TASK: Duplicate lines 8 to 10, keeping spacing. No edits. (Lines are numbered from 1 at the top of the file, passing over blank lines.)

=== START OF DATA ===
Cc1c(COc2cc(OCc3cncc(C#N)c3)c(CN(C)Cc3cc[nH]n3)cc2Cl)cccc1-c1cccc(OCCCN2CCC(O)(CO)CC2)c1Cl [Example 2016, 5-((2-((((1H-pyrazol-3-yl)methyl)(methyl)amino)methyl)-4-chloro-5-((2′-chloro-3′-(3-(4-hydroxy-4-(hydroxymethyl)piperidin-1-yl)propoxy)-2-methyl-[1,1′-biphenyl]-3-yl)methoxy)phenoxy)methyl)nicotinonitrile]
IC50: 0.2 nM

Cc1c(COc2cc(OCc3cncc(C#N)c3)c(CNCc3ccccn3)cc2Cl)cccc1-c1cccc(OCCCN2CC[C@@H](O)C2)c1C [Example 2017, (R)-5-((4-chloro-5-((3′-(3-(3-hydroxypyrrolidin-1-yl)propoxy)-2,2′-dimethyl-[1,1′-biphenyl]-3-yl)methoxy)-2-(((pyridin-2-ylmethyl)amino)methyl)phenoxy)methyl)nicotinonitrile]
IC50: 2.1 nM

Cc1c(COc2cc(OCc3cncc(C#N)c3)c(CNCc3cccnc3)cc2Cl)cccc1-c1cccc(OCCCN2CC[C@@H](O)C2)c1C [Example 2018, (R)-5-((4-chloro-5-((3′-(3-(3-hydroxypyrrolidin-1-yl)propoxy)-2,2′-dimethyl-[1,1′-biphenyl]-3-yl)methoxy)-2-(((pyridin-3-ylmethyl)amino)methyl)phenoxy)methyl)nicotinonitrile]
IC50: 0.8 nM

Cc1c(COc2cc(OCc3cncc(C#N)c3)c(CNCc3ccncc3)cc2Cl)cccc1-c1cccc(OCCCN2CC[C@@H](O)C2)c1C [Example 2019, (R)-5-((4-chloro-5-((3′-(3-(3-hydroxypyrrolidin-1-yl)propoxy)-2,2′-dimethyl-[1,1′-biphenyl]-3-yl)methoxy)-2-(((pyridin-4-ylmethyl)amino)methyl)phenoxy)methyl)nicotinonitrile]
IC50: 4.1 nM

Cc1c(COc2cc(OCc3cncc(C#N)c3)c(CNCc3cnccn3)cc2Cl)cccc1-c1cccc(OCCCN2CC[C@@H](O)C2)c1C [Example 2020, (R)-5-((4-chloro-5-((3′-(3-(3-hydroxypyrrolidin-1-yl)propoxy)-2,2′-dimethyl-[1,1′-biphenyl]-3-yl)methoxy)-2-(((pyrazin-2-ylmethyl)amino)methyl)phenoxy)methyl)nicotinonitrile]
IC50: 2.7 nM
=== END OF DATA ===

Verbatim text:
IC50: 4.1 nM

Cc1c(COc2cc(OCc3cncc(C#N)c3)c(CNCc3cnccn3)cc2Cl)cccc1-c1cccc(OCCCN2CC[C@@H](O)C2)c1C [Example 2020, (R)-5-((4-chloro-5-((3′-(3-(3-hydroxypyrrolidin-1-yl)propoxy)-2,2′-dimethyl-[1,1′-biphenyl]-3-yl)methoxy)-2-(((pyrazin-2-ylmethyl)amino)methyl)phenoxy)methyl)nicotinonitrile]
IC50: 2.7 nM